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The blame game is a waste of time.

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Thomas Francisco “Cisco” Martinez Jr., 54, died Jan. 5, 2018, in Juneau. He was born Aug. 21, 1963, in Ketchikan.
Tax break out; school funds in


Daily News Staff Writer

The Ketchikan Gateway Borough Assembly voted against holding a sales tax holiday in 2013 after dozens of parents, students and teachers turned out to the regular Monday meeting to urge the body to provide greater funding to the Ketchikan School District.

Funding equivalent to the uncollected sales tax that would have been generated by retailers on the holiday, $50,000, will be instead appropriated to the school district from the borough’s general fund.

Assembly Member James Van Horn was absent from the meeting.

School Board Member Colleen Scanlon spoke during the meeting's public comment period to say she was "gravely concerned about the lack of importance the Ketchikan Gateway Borough has placed on education of the children of this community."

Scanlon listed the inflation, borough property tax rate and level of school funding for the past several years, saying that the borough should "fund to the cap." The state requires boroughs to fund past a certain level, but also holds a limit on local contributions.

The borough can fund between $4 million and $10 million. Last year, the borough provided $8.3 million to the school district, but sources of federal funding — the Secure Rural Schools Act and payment in lieu of taxes — likely are closed to the borough because of the automatic spending cuts at the federal level, popularly called the sequester.

A first look at the fiscal 2014 budget during the Assembly’s January policy session suggested the borough would have $7.7 million for the school distict, assuming the more than $2 million in federal funding cuts went into effect.

Assembly Member Agnes Moran, who called into the Monday meeting, argued that the Assembly wasn’t cutting the school district’s funding; it was not able to provide the same level as previous years because the federal funding probably wouldn’t be appropriated.

"Instead of passing through that entire $2.2 million cut," Moran said, "we’re holding them harmless on three-quarters of that. It’s not that we’re out-prioritizing the school district. We’ve been cut federal funds for the schools."

Frankie Urquhart challenged Assembly members to work in a district school as substitute teachers for one day, saying it would give them perspective on programs that might be cut because of smaller budgets.

"Over the past two years, the school district has had to do more for our students with less," she said. "Each year the school district has been put into the precarious position of what will have to be sacrificed due to budget constraints, yet still ensure our children receive the best education possible."

Urquhart said that the borough should dip into its reserves to increase funding for the school district.

In all, 17 people spoke to the Assembly about school district funding. Many of those attending the meeting wore green clothing, which Urquhart said symbolized funding for education.

Assembly members near the end of the meeting gave evidence that they did listen to the speakers.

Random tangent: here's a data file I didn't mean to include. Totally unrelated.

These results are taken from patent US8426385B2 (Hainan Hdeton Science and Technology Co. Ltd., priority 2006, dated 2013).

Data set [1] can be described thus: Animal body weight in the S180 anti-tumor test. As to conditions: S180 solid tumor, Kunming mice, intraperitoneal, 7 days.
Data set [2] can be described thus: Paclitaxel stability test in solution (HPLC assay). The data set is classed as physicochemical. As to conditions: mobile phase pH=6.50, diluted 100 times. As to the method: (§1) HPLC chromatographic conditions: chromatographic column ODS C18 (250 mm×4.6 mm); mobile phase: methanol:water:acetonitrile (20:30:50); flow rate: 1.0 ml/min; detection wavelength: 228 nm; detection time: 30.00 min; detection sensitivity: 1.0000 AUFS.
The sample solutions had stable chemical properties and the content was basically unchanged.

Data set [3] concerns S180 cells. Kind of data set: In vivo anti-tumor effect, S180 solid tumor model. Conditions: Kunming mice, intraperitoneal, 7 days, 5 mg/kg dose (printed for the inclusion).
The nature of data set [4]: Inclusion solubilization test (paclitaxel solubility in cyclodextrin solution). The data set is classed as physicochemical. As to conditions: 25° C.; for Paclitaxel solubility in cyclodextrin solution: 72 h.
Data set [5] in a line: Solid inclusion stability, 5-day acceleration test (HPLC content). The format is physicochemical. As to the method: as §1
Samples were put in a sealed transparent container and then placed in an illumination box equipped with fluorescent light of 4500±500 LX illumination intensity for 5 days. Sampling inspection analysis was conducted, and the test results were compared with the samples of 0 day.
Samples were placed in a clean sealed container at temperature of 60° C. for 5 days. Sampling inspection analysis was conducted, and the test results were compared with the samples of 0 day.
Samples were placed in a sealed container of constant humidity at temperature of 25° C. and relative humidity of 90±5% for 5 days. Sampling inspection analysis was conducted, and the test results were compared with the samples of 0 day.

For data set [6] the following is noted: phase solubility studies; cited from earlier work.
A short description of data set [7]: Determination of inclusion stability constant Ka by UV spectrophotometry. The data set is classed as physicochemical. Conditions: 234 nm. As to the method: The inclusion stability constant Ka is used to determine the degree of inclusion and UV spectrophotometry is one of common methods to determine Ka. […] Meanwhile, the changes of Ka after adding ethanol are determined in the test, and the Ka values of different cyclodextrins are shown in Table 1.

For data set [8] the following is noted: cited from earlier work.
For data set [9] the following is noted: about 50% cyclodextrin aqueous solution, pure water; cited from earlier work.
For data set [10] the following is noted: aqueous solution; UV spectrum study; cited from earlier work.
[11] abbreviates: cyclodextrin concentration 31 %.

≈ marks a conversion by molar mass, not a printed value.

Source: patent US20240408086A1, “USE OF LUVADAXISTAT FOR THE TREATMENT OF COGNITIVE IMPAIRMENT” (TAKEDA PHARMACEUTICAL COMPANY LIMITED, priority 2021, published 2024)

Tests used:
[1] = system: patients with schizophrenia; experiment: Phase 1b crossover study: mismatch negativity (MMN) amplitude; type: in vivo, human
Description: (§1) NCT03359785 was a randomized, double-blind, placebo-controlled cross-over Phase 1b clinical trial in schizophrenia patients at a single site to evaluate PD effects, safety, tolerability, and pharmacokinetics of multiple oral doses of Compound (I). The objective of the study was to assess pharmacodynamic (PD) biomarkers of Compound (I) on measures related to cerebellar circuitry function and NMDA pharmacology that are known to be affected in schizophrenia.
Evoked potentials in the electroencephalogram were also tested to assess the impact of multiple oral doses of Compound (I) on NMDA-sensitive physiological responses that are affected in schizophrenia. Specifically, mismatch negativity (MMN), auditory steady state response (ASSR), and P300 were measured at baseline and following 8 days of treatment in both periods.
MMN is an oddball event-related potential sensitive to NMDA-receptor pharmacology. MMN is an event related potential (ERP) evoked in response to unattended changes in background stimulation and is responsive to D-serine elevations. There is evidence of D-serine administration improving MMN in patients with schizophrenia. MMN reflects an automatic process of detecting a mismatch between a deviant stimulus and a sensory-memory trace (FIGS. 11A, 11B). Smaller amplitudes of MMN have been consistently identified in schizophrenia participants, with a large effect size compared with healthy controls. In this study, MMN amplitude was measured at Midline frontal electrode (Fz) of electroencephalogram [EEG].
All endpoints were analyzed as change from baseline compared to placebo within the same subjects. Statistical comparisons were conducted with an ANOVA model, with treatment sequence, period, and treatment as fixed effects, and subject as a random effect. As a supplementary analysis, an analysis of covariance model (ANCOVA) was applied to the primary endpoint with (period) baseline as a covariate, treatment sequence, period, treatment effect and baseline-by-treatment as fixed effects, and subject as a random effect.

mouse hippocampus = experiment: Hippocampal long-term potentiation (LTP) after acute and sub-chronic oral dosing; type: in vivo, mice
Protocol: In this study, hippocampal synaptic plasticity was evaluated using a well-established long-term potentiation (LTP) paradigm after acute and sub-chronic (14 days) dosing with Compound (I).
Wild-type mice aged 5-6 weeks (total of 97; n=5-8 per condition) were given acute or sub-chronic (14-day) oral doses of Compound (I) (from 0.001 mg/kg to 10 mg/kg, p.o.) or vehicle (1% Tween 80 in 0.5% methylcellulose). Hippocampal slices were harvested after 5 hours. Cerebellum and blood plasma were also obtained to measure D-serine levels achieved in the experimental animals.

Resolution 2465 would have established a sales tax holiday on condition that the Ketchikan City Council approve a similar resolution, but Assembly Member Glen Thompson moved to amend the motion.

"I move to vote this down and take the $50,000 and apply it toward school funding," he said. The sales that occurred on the 2012 holiday would have generated approximately $50,000 between the borough and the city.

At first, Borough Mayor Dave Kiffer didn’t take the move seriously, asking whether there were further comments on the main motion, but Thompson said he was actually making the amendment. Assembly Member Todd Phillips seconded.

The amendment passed 4-2, with Alan Bailey and Bill Rotecki voting no.

"This is the same as congressmen showing up and casting a vote so they can go back to constituents and lie, saying they support something when they really don’t," Rotecki said. "If you really want to support schools, let’s deal with it."

Rotecki said it was a clever move on Thompson’s part, who hasn’t supported previous sales tax holidays.

"It’s a very clever way — and I?admire you — way of getting rid of the sales tax holiday," he said. "But it has nothing to do with funding the schools. Let’s call a spade a spade."

Assembly Member Moran said she would support the motion because if the community wanted more funding for the schools, the entire community was going to have to share in the cost.

"If we truly are going to show our support for the schools, it’s going to be painful across the board," she said. "If the only reason we’re here is to scavenge money to throw at the schools independent of the cost to the community, everyone pays. Why should retailers get a break?"

The main motion — to scrap the holiday and instead appropriate $50,000 to the school district — passed 4-2 on the same lines as the amendment, with Rotecki and Bailey against.

Also on Monday, the Assembly introduced Ordinance 1658, which added jail time as a potential consequence of not cooperating with the borough’s requests for sales tax information from businesses.

Assembly members said the change would give the borough a tool to be used as a last resort for claiming taxes owed by businesses.

They stressed that the borough wouldn’t seek jail sentences for business owners who couldn’t afford to pay accumulated taxes, but only those who refused outright to cooperate with the borough.

A public hearing on the ordinance is set for March 18, the next meeting of the Assembly.